Make a loud noise and stop playing with your puppy right away if it begins to bite you during play or while you’re playing. If your puppy is persistent in their activity, go away from them or briefly enter another room and shut the door.
When your puppy bites you repeatedly, they will eventually learn not to. Your puppy won’t learn to control their bite when playing with you if you don’t provide this feedback.
Tips for Stopping Puppy Biting
Puppy biting is a typical aspect of their growth, but it’s crucial that you deal with the behaviour in the right way. You must exercise patience, perseverance, and consistency. Ask your veterinarian or a veterinarian behaviourist for assistance if you are frustrated by your puppy’s behaviour.
The following advice will help you successfully stop your dog from biting you.
Avoid Harsh Verbal or Physical Corrections
The only thing a puppy learns through verbal and physical punishments is how to suppress a behaviour. Your dog will become afraid and anxious if you penalise them for bad behaviour.
Give Your Puppy Age-Appropriate Toys
- Start off with a sizable stock of a variety of puppy-safe toys, such as plush animals with squeakers, rubber balls that are sized for puppies, rope toys, and soft rubber toys.
- Showing your dog the toy while rolling or otherwise moving it will encourage them to play.
- Every time your puppy snatches the toy, give him lots of vocal praise.
- Do not quickly jerk away if your puppy grabs your hand or some of your clothing. Make a howl instead, then get away.
- Close the door and leave the room temporarily if the dog follows you and keeps biting your legs, ankles, or feet. It will make it extremely apparent that if your puppy bites you again, you won’t be able to socialise with them.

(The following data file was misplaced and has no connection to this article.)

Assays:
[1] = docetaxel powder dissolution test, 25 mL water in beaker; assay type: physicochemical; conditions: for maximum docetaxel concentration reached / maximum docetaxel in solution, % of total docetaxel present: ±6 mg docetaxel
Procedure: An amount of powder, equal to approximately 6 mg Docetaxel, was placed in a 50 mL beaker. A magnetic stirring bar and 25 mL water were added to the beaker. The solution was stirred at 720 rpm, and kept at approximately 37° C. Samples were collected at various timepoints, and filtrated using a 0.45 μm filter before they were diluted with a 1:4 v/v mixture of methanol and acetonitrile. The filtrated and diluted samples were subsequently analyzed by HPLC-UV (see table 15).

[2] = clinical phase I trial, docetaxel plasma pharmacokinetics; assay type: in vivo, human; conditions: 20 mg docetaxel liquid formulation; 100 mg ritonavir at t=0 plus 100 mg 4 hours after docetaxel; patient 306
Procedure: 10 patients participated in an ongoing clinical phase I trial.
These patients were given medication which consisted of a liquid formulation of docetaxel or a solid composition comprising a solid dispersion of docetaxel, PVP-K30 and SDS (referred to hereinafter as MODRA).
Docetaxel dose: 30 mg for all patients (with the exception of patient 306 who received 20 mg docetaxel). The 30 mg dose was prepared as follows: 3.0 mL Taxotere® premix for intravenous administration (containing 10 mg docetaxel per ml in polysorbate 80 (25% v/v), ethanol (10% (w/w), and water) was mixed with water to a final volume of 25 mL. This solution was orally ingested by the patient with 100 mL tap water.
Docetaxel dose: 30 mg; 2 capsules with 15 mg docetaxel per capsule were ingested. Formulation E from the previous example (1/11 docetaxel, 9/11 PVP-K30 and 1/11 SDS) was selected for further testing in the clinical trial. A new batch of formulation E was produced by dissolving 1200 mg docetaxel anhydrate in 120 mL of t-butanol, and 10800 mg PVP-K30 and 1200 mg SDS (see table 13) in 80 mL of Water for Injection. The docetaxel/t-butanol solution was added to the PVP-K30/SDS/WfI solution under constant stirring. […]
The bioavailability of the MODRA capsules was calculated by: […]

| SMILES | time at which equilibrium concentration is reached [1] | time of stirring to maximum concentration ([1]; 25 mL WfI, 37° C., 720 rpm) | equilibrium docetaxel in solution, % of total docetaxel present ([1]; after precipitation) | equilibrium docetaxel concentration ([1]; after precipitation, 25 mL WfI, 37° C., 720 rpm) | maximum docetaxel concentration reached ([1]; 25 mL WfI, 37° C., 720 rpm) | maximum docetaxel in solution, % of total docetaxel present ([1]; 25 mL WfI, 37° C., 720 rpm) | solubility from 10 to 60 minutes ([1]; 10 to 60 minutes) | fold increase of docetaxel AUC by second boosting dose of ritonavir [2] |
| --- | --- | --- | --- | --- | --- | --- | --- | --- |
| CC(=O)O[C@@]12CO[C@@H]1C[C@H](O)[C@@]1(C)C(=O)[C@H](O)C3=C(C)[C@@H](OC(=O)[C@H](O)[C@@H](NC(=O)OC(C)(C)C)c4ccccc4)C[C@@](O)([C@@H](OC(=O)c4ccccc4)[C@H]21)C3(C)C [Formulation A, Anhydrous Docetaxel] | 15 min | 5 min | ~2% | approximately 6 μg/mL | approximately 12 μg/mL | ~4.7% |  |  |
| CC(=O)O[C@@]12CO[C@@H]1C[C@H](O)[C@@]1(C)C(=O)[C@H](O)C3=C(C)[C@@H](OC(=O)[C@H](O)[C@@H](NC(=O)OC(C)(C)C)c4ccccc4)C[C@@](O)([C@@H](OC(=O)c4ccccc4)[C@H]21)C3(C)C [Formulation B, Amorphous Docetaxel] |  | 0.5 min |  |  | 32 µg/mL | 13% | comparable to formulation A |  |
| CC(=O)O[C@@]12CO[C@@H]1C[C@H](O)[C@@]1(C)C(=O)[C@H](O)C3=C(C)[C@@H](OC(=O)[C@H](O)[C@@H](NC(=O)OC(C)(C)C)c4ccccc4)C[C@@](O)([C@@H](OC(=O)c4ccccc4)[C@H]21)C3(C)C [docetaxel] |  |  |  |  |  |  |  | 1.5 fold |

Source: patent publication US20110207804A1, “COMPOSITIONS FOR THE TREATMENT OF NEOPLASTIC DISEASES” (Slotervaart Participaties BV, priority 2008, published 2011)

- Take a 10- to 20-second break before returning.
- As soon as your puppy approaches you sprinting, play with them using a toy.
They will quickly discover that biting toys rather than you is more entertaining.
Redirect Your Puppy’s Attention With Training Cues
Once your puppy has learned some fundamental training cues, you may also lead it to engage in different actions.
- Make a noise to divert your puppy whenever it bites.
- Redirect them to engage in nonbiting actions like sitting, staying, coming, etc. as soon as the biting activity stops.
- Give your puppy lots of praise and delectable goodies to help him or her maintain such actions.
Try Puppy Socialization Classes
Another beneficial and essential component of your dog’s education is taking puppy socialisation lessons.
They practise interacting with pups of all sizes, breeds, and sexes in the classroom. Puppy lessons offer a supervised setting where they may engage with other puppies and learn what is and is not acceptable play behaviour.
Nipping and Biting in Adult Dogs
A puppy whose jaw does not exert much force can learn bite inhibition much more quickly. If not, you could be dealing with a dog that can bite so forcefully that it leaves bruises, abrasions, or punctures.
If you don’t train your puppy to control their bite and provide them proper chew toys, they’ll grow up to be an energetic teenage dog who may be more challenging to control.
But that doesn’t preclude you from teaching them bite restraint when they become older. Adult and adolescent dogs that have not acquired bite restraint as puppies can be taught the same principles.
Consult a behaviourist, such as a veterinary behaviourist (a Diplomate of the American College of Veterinary Behaviorists or DACVB) or certified animal behaviourist if your puppy or adult dog is biting you so forcefully that the bite breaks the skin (CAAB).